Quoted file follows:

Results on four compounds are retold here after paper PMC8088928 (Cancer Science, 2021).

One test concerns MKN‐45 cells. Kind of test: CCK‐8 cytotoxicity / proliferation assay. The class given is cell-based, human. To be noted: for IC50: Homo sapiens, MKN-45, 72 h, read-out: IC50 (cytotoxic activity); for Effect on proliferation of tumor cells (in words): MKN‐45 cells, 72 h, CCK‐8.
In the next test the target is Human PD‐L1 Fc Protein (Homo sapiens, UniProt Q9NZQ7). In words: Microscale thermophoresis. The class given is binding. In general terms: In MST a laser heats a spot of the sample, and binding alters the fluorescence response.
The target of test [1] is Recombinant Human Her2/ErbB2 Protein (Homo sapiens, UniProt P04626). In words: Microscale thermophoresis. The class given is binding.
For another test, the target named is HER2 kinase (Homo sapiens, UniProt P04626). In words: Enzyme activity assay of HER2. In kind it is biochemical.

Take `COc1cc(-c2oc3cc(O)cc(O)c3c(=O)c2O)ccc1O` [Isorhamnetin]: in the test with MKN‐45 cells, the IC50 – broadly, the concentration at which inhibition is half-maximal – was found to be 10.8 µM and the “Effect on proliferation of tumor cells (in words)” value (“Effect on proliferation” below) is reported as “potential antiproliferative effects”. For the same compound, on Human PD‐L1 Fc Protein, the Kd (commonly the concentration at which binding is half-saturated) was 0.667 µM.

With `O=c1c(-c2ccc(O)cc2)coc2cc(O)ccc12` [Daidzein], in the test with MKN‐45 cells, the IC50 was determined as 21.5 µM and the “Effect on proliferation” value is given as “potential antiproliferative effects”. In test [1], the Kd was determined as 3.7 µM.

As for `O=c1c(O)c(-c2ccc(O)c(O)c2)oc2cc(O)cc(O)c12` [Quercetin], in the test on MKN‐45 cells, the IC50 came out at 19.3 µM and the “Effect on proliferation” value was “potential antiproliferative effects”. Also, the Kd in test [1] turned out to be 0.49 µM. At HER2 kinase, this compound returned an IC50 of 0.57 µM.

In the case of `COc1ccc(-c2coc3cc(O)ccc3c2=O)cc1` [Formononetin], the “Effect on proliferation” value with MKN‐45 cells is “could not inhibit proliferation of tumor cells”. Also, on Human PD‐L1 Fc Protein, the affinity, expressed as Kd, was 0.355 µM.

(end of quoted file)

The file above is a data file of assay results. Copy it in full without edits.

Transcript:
Results on four compounds are retold here after paper PMC8088928 (Cancer Science, 2021).

One test concerns MKN‐45 cells. Kind of test: CCK‐8 cytotoxicity / proliferation assay. The class given is cell-based, human. To be noted: for IC50: Homo sapiens, MKN-45, 72 h, read-out: IC50 (cytotoxic activity); for Effect on proliferation of tumor cells (in words): MKN‐45 cells, 72 h, CCK‐8.
In the next test the target is Human PD‐L1 Fc Protein (Homo sapiens, UniProt Q9NZQ7). In words: Microscale thermophoresis. The class given is binding. In general terms: In MST a laser heats a spot of the sample, and binding alters the fluorescence response.
The target of test [1] is Recombinant Human Her2/ErbB2 Protein (Homo sapiens, UniProt P04626). In words: Microscale thermophoresis. The class given is binding.
For another test, the target named is HER2 kinase (Homo sapiens, UniProt P04626). In words: Enzyme activity assay of HER2. In kind it is biochemical.

Take `COc1cc(-c2oc3cc(O)cc(O)c3c(=O)c2O)ccc1O` [Isorhamnetin]: in the test with MKN‐45 cells, the IC50 – broadly, the concentration at which inhibition is half-maximal – was found to be 10.8 µM and the “Effect on proliferation of tumor cells (in words)” value (“Effect on proliferation” below) is reported as “potential antiproliferative effects”. For the same compound, on Human PD‐L1 Fc Protein, the Kd (commonly the concentration at which binding is half-saturated) was 0.667 µM.

With `O=c1c(-c2ccc(O)cc2)coc2cc(O)ccc12` [Daidzein], in the test with MKN‐45 cells, the IC50 was determined as 21.5 µM and the “Effect on proliferation” value is given as “potential antiproliferative effects”. In test [1], the Kd was determined as 3.7 µM.

As for `O=c1c(O)c(-c2ccc(O)c(O)c2)oc2cc(O)cc(O)c12` [Quercetin], in the test on MKN‐45 cells, the IC50 came out at 19.3 µM and the “Effect on proliferation” value was “potential antiproliferative effects”. Also, the Kd in test [1] turned out to be 0.49 µM. At HER2 kinase, this compound returned an IC50 of 0.57 µM.

In the case of `COc1ccc(-c2coc3cc(O)ccc3c2=O)cc1` [Formononetin], the “Effect on proliferation” value with MKN‐45 cells is “could not inhibit proliferation of tumor cells”. Also, on Human PD‐L1 Fc Protein, the affinity, expressed as Kd, was 0.355 µM.